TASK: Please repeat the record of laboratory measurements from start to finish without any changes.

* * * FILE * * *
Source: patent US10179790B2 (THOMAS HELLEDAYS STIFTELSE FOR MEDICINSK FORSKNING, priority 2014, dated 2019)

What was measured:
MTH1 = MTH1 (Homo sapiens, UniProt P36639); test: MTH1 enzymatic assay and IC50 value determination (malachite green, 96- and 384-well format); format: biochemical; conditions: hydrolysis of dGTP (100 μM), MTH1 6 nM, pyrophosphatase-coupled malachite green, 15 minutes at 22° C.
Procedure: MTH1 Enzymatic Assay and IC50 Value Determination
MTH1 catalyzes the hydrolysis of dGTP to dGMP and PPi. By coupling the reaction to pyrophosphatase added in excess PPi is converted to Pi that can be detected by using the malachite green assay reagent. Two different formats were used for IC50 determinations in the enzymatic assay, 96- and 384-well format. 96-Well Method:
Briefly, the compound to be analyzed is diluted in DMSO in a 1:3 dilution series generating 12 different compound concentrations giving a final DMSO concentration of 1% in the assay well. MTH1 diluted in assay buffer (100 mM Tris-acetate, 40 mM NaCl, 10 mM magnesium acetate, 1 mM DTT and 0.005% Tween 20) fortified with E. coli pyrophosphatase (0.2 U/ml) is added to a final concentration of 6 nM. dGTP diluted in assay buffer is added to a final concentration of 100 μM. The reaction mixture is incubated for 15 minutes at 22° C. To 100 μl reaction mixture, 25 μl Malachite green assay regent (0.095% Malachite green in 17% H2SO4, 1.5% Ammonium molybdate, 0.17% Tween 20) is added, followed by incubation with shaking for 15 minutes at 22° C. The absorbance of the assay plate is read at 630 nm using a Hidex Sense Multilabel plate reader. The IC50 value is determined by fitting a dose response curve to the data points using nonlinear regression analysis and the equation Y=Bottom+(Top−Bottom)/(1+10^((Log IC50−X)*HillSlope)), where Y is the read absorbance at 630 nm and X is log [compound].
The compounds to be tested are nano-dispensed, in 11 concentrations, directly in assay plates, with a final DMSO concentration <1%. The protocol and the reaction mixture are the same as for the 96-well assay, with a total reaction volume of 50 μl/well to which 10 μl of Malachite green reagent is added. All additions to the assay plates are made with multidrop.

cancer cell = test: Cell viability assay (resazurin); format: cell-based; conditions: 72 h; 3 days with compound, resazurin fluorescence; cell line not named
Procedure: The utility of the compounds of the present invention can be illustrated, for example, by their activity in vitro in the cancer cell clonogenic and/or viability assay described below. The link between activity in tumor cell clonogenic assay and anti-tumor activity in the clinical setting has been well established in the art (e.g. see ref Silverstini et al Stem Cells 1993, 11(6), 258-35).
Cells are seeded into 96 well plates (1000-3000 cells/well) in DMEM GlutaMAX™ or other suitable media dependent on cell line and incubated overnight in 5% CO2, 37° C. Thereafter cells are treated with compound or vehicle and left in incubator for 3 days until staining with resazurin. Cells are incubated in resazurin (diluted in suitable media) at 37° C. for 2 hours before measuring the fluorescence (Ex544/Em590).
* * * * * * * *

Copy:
Source: patent US10179790B2 (THOMAS HELLEDAYS STIFTELSE FOR MEDICINSK FORSKNING, priority 2014, dated 2019)

What was measured:
MTH1 = MTH1 (Homo sapiens, UniProt P36639); test: MTH1 enzymatic assay and IC50 value determination (malachite green, 96- and 384-well format); format: biochemical; conditions: hydrolysis of dGTP (100 μM), MTH1 6 nM, pyrophosphatase-coupled malachite green, 15 minutes at 22° C.
Procedure: MTH1 Enzymatic Assay and IC50 Value Determination
MTH1 catalyzes the hydrolysis of dGTP to dGMP and PPi. By coupling the reaction to pyrophosphatase added in excess PPi is converted to Pi that can be detected by using the malachite green assay reagent. Two different formats were used for IC50 determinations in the enzymatic assay, 96- and 384-well format. 96-Well Method:
Briefly, the compound to be analyzed is diluted in DMSO in a 1:3 dilution series generating 12 different compound concentrations giving a final DMSO concentration of 1% in the assay well. MTH1 diluted in assay buffer (100 mM Tris-acetate, 40 mM NaCl, 10 mM magnesium acetate, 1 mM DTT and 0.005% Tween 20) fortified with E. coli pyrophosphatase (0.2 U/ml) is added to a final concentration of 6 nM. dGTP diluted in assay buffer is added to a final concentration of 100 μM. The reaction mixture is incubated for 15 minutes at 22° C. To 100 μl reaction mixture, 25 μl Malachite green assay regent (0.095% Malachite green in 17% H2SO4, 1.5% Ammonium molybdate, 0.17% Tween 20) is added, followed by incubation with shaking for 15 minutes at 22° C. The absorbance of the assay plate is read at 630 nm using a Hidex Sense Multilabel plate reader. The IC50 value is determined by fitting a dose response curve to the data points using nonlinear regression analysis and the equation Y=Bottom+(Top−Bottom)/(1+10^((Log IC50−X)*HillSlope)), where Y is the read absorbance at 630 nm and X is log [compound].
The compounds to be tested are nano-dispensed, in 11 concentrations, directly in assay plates, with a final DMSO concentration <1%. The protocol and the reaction mixture are the same as for the 96-well assay, with a total reaction volume of 50 μl/well to which 10 μl of Malachite green reagent is added. All additions to the assay plates are made with multidrop.

cancer cell = test: Cell viability assay (resazurin); format: cell-based; conditions: 72 h; 3 days with compound, resazurin fluorescence; cell line not named
Procedure: The utility of the compounds of the present invention can be illustrated, for example, by their activity in vitro in the cancer cell clonogenic and/or viability assay described below. The link between activity in tumor cell clonogenic assay and anti-tumor activity in the clinical setting has been well established in the art (e.g. see ref Silverstini et al Stem Cells 1993, 11(6), 258-35).
Cells are seeded into 96 well plates (1000-3000 cells/well) in DMEM GlutaMAX™ or other suitable media dependent on cell line and incubated overnight in 5% CO2, 37° C. Thereafter cells are treated with compound or vehicle and left in incubator for 3 days until staining with resazurin. Cells are incubated in resazurin (diluted in suitable media) at 37° C. for 2 hours before measuring the fluorescence (Ex544/Em590).